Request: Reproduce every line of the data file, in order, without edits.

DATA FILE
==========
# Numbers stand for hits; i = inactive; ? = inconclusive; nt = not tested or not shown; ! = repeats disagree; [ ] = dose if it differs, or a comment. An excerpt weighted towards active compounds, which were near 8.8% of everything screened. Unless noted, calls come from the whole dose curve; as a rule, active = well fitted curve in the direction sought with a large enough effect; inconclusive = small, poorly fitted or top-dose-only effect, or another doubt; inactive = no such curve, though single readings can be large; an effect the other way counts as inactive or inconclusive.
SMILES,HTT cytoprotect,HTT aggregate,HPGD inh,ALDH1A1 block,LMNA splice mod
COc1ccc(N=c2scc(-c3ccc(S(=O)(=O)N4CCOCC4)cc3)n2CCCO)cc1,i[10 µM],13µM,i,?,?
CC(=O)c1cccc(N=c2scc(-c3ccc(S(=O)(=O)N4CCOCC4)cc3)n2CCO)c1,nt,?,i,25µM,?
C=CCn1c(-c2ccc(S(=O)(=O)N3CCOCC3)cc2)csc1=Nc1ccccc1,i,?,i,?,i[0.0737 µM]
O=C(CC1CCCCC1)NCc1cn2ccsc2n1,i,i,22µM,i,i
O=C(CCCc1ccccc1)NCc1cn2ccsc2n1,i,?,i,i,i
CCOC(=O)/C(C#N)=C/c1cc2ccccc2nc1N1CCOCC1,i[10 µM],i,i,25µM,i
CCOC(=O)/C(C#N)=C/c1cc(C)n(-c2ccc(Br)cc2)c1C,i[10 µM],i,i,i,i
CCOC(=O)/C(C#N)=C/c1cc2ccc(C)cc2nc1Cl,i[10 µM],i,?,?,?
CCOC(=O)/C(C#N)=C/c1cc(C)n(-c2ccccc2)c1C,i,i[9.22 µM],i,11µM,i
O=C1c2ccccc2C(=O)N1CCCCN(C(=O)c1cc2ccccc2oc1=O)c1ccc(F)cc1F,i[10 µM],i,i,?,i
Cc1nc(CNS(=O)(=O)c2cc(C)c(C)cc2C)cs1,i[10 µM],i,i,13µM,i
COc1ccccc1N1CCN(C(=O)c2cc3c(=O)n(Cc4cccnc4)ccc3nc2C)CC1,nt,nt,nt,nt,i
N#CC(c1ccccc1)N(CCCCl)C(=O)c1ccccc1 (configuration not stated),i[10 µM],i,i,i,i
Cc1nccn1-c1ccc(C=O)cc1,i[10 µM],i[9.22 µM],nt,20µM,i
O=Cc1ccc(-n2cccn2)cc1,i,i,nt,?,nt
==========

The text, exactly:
# Numbers stand for hits; i = inactive; ? = inconclusive; nt = not tested or not shown; ! = repeats disagree; [ ] = dose if it differs, or a comment. An excerpt weighted towards active compounds, which were near 8.8% of everything screened. Unless noted, calls come from the whole dose curve; as a rule, active = well fitted curve in the direction sought with a large enough effect; inconclusive = small, poorly fitted or top-dose-only effect, or another doubt; inactive = no such curve, though single readings can be large; an effect the other way counts as inactive or inconclusive.
SMILES,HTT cytoprotect,HTT aggregate,HPGD inh,ALDH1A1 block,LMNA splice mod
COc1ccc(N=c2scc(-c3ccc(S(=O)(=O)N4CCOCC4)cc3)n2CCCO)cc1,i[10 µM],13µM,i,?,?
CC(=O)c1cccc(N=c2scc(-c3ccc(S(=O)(=O)N4CCOCC4)cc3)n2CCO)c1,nt,?,i,25µM,?
C=CCn1c(-c2ccc(S(=O)(=O)N3CCOCC3)cc2)csc1=Nc1ccccc1,i,?,i,?,i[0.0737 µM]
O=C(CC1CCCCC1)NCc1cn2ccsc2n1,i,i,22µM,i,i
O=C(CCCc1ccccc1)NCc1cn2ccsc2n1,i,?,i,i,i
CCOC(=O)/C(C#N)=C/c1cc2ccccc2nc1N1CCOCC1,i[10 µM],i,i,25µM,i
CCOC(=O)/C(C#N)=C/c1cc(C)n(-c2ccc(Br)cc2)c1C,i[10 µM],i,i,i,i
CCOC(=O)/C(C#N)=C/c1cc2ccc(C)cc2nc1Cl,i[10 µM],i,?,?,?
CCOC(=O)/C(C#N)=C/c1cc(C)n(-c2ccccc2)c1C,i,i[9.22 µM],i,11µM,i
O=C1c2ccccc2C(=O)N1CCCCN(C(=O)c1cc2ccccc2oc1=O)c1ccc(F)cc1F,i[10 µM],i,i,?,i
Cc1nc(CNS(=O)(=O)c2cc(C)c(C)cc2C)cs1,i[10 µM],i,i,13µM,i
COc1ccccc1N1CCN(C(=O)c2cc3c(=O)n(Cc4cccnc4)ccc3nc2C)CC1,nt,nt,nt,nt,i
N#CC(c1ccccc1)N(CCCCl)C(=O)c1ccccc1 (configuration not stated),i[10 µM],i,i,i,i
Cc1nccn1-c1ccc(C=O)cc1,i[10 µM],i[9.22 µM],nt,20µM,i
O=Cc1ccc(-n2cccn2)cc1,i,i,nt,?,nt